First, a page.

Interview tips for Experienced ICU nurse

  1. 0
    Hi everyone! I know most of the posts are aimed at New grads going to the ER, but I'm trying to make a specialty change from ICU and a stint in case management (bored out of my mind). I may have an interview upcoming at a Level I trauma center ER that's almost 70 beds. I hope I'm not getting in over my head, but I really need this change, it's actually also a relocation for me if I get the job.

    I would appreciate any tips you might have since I do have experience, but not in ER except for an occasional float. I'm guessing questions are very prioritizing oriented. But I definitely know next to nothing about trauma, I ordered a couple books to try to help me with the bridge.

    Thank you for your time!
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  3. 9 Comments so far...

  4. 0
    Quote from NickiLaughs
    Hi everyone! I know most of the posts are aimed at New grads going to the ER, but I'm trying to make a specialty change from ICU and a stint in case management (bored out of my mind). I may have an interview upcoming at a Level I trauma center ER that's almost 70 beds. I hope I'm not getting in over my head, but I really need this change, it's actually also a relocation for me if I get the job.

    I would appreciate any tips you might have since I do have experience, but not in ER except for an occasional float. I'm guessing questions are very prioritizing oriented. But I definitely know next to nothing about trauma, I ordered a couple books to try to help me with the bridge.

    Thank you for your time!
    So you are looking to get back into hospital nursing? Why is case management boring?
  5. 0
    I do utilization review, which involves reading cases, then determining based on guidelines created by someone the "ideal" time frame someone should be in and out of the hospital. At first it was alright, then it became pretty repetitive. I average 30+ patients, most of my coworkers have 15 or less. I've asked for extra projects to make it more interesting and challenging, I'm just not being mentally challenged. Great hours if you are looking for a change and ok with monotony. Yeah I do want to go back to hospital nursing. I liked ICU, but think my personality might be a better fit in ER. However, the job search isn't going as well as I had hoped, the economy is wanting previous ER experience for everything, so I may have to return to ICU and eventually just hope to transfer to ER that way.
  6. 0
    I've worked in both environments and the big difference is that ICU is very structured and nurses get into a "routine". You need 50 routines in the ER as things change minute by minute. You have to be very flexible and that means sometimes letting things go, like not being able to finish everything you want to before the patient is admitted for example. Your critical care knowledge will be welcome, you just need to re-prioritize on the go.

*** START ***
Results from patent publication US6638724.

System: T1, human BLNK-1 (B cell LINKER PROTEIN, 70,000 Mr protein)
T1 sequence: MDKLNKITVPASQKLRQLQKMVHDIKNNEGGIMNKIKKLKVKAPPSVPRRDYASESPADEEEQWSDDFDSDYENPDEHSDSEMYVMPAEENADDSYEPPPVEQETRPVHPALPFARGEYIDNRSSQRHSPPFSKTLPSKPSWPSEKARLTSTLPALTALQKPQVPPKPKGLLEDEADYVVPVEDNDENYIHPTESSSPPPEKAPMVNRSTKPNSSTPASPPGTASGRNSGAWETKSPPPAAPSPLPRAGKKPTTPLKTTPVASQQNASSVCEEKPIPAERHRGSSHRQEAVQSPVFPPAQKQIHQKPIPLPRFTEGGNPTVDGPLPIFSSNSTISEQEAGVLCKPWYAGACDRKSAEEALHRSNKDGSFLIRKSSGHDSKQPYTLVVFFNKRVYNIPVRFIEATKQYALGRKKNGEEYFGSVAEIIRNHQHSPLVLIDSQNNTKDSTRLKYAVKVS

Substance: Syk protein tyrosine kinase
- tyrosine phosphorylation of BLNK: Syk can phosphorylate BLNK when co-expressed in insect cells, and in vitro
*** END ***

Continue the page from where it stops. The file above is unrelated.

7. 0
    Quote from nurse2033
    I've worked in both environments and the big difference is that ICU is very structured and nurses get into a "routine". You need 50 routines in the ER as things change minute by minute. You have to be very flexible and that means sometimes letting things go, like not being able to finish everything you want to before the patient is admitted for example. Your critical care knowledge will be welcome, you just need to re-prioritize on the go.
    Thank you for that. I think that's one thing I need. I get a little too "ADD" which I think is why I got a little bored in ICU. I got tired of staring at the same patient for 12 hours after they were stabilized, and mostly the exact same patients-sepsis and post CABG. Hoping I get a call for that job! This economy is making the job search really difficult. I'm hoping to do my PALS and TNCC soon to make myself more marketable, but the price is a little more than I was expecting!
  8. 5
    ED = ADD, ICU = OCD. Haha!
    Williams75, NickiLaughs, Du3du3, and 2 others like this.
  9. 0
    Quote from NickiLaughs
    Thank you for that. I think that's one thing I need. I get a little too "ADD" which I think is why I got a little bored in ICU. I got tired of staring at the same patient for 12 hours after they were stabilized, and mostly the exact same patients-sepsis and post CABG. Hoping I get a call for that job! This economy is making the job search really difficult. I'm hoping to do my PALS and TNCC soon to make myself more marketable, but the price is a little more than I was expecting!